Tonight’s QQA Preservation Conversation explores the National Register of Historic Places

In this month’s Preservation Conversation, the National Register of Historic Places will be discussed.  The program, featuring Callie Willliams, begins today (February 14) with a 5:30 reception and a 6:00 lecture.  It will be in the Mixing Room at the Old Paint Factory in the East Village (1306 East 6th Street).  Preservation Conversations are a program of the Quapaw Quarter Association.

RSVP: The event is free and open to the public, but please RSVP because space is limited.

Parking: There is parking directly in front of the doors that are marked “Live,” “Print,” “Meet.” If those spots are taken. park in the parking lot to the right. There is also street parking in front of the building.

Entrance: Enter the event space through the door facing 6th Street marked “Meet.”

Questions? Call 501-371-0075 ext. 3 or email qqa@quapaw.com

Cfd7e5ed 5b07 457a 8688 f8f5b807f487The National Register of Historic Places is the official list of the Nation’s historic places worthy of preservation. Authorized by the National Historic Preservation Act of 1966, the National Park Service’s National Register of Historic Places is part of a national program to coordinate and support public and private efforts to identify, evaluate, and protect America’s historic and archeological resources. The Arkansas Historic Preservation Program (AHPP) is responsible for National Register implementation in Arkansas. February’s presentation will be on the history and development of the National Register of Historic Places (NRHP) as well as the research and process used to pursue listing in the Register.

Callie is a native of Arkansas and graduated from the University of Arkansas in 2008 with a Bachelors of Science in Architectural Studies. In 2010 she earned a Masters in Architectural History from the University of Virginia. As part of her graduate requirements, she completed a thesis entitled “Euine Fay Jones: Architecture is invention-is innovation-but it is also remembering”. After completing her graduate degree, she worked as the University of Virginia Registrar aboard the Semester at Sea Spring 2011 voyage around the world. In 2011, Callie returned to Arkansas and now works for AHPP. As the Education and Outreach Coordinator, she has worked with individuals and groups across the state to identify, research, and nominate historic structures to the National Register of Historic Places.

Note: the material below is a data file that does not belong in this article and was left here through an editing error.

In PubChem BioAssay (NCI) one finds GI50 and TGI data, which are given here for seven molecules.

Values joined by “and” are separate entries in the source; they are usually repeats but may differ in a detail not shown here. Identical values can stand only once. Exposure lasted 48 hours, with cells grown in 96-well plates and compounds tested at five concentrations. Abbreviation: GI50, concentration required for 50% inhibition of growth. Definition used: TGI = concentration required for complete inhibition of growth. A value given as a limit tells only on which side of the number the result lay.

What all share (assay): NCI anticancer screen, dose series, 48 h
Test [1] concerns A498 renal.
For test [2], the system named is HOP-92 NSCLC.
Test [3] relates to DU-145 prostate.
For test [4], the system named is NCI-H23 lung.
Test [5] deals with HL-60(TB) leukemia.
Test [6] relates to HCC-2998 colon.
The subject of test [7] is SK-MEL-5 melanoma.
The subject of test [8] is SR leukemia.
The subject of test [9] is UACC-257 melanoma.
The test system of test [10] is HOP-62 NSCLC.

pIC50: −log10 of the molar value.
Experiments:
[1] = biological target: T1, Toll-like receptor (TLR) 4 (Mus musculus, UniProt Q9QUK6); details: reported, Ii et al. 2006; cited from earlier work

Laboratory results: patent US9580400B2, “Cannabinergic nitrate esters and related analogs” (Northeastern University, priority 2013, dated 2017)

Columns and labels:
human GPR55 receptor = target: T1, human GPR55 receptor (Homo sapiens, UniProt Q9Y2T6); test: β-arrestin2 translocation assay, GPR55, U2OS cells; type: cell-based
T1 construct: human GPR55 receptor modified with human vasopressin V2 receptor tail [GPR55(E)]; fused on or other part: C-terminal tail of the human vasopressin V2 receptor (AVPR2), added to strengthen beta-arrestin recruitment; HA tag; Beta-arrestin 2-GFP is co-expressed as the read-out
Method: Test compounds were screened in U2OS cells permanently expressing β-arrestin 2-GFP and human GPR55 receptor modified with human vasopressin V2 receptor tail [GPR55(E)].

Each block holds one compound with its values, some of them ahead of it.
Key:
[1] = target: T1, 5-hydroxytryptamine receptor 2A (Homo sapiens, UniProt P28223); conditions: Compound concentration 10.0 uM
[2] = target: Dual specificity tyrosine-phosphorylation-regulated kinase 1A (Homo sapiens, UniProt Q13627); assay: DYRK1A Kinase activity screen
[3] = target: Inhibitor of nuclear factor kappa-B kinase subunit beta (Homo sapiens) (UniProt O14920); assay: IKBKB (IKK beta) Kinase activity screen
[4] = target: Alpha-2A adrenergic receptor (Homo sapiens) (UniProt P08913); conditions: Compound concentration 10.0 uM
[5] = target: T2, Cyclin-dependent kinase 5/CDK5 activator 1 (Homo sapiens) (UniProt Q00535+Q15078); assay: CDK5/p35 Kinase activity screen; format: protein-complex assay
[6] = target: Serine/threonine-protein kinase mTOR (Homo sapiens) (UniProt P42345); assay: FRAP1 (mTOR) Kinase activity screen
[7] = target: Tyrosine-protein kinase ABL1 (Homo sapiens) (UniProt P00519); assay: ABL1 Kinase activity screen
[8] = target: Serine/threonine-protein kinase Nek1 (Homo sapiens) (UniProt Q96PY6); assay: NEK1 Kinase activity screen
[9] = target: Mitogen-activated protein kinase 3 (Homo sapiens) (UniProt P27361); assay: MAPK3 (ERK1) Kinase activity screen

Preservation Conversation tonight – Mason Toms discusses Little Rock’s built environment

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A city’s built environment is a tangible link to the past. Walking the streets of cities can be a lesson in architectural history, if you know where to look. Due to the its economic and cultural prominence, Little Rock boasts the best collection of architectural styles in the state of Arkansas . The first Preservation Conversation of 2019 will explore the multitude of different forms that the architecture of the city has taken on over the last 189 years. Learn about what these styles meant to the people that built them and how they related to each other.

The event will take place in the Mixing Room at the Old Paint Factory in the East Village, 1306 East 6th Street, 72202
What Time: 5:30 pm (reception); 6:00 pm (lecture)
RSVP: The event is free and open to the public, but please RSVP. 
Parking: There is parking directly in front of the doors that are marked “live”, “print”, “meet.” If those spots are taken. park in the parking lot to the right. There is also street parking in front of the building.
Entrance: Enter the event space through the door facing 6th Street marked “Meet.”

Questions? Call 501-371-0075 ext. 3 or email qqa@quapaw.com

Speaker Bio: 

Mason Toms is an architectural historian and preservation designer at the Arkansas Historic Preservation Program. He works within the Main Street Arkansas program to assist building owners in historic downtowns to preserve their facades and storefronts, while still making them visually appealing to the changing demographics of the areas. Mason also works closely with the National Register and Survey staff to research and survey Mid-Century Modern architecture around Arkansas. To get the word out about the many remarkable Modernist structures in Arkansas to the general public, Mason created and continues to administer the Facebook group Mid-Century Modern Arkansas, which features a different Modernist building in the state every Friday.